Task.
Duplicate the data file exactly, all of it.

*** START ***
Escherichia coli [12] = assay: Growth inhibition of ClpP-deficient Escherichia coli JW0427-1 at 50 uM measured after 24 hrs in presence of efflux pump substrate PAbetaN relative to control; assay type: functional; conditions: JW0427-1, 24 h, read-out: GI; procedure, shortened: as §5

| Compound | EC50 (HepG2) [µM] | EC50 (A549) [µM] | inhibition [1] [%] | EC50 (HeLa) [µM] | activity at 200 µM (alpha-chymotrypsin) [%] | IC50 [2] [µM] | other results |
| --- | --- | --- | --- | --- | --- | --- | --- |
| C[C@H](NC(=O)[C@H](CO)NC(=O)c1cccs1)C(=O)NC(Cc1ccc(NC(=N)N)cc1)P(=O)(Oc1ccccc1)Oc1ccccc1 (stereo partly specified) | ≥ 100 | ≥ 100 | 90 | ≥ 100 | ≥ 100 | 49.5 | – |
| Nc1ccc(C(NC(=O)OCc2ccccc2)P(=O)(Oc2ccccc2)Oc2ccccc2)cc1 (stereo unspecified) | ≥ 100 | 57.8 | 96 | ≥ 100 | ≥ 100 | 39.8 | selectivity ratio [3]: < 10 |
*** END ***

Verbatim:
Escherichia coli [12] = assay: Growth inhibition of ClpP-deficient Escherichia coli JW0427-1 at 50 uM measured after 24 hrs in presence of efflux pump substrate PAbetaN relative to control; assay type: functional; conditions: JW0427-1, 24 h, read-out: GI; procedure, shortened: as §5

| Compound | EC50 (HepG2) [µM] | EC50 (A549) [µM] | inhibition [1] [%] | EC50 (HeLa) [µM] | activity at 200 µM (alpha-chymotrypsin) [%] | IC50 [2] [µM] | other results |
| --- | --- | --- | --- | --- | --- | --- | --- |
| C[C@H](NC(=O)[C@H](CO)NC(=O)c1cccs1)C(=O)NC(Cc1ccc(NC(=N)N)cc1)P(=O)(Oc1ccccc1)Oc1ccccc1 (stereo partly specified) | ≥ 100 | ≥ 100 | 90 | ≥ 100 | ≥ 100 | 49.5 | – |
| Nc1ccc(C(NC(=O)OCc2ccccc2)P(=O)(Oc2ccccc2)Oc2ccccc2)cc1 (stereo unspecified) | ≥ 100 | 57.8 | 96 | ≥ 100 | ≥ 100 | 39.8 | selectivity ratio [3]: < 10 |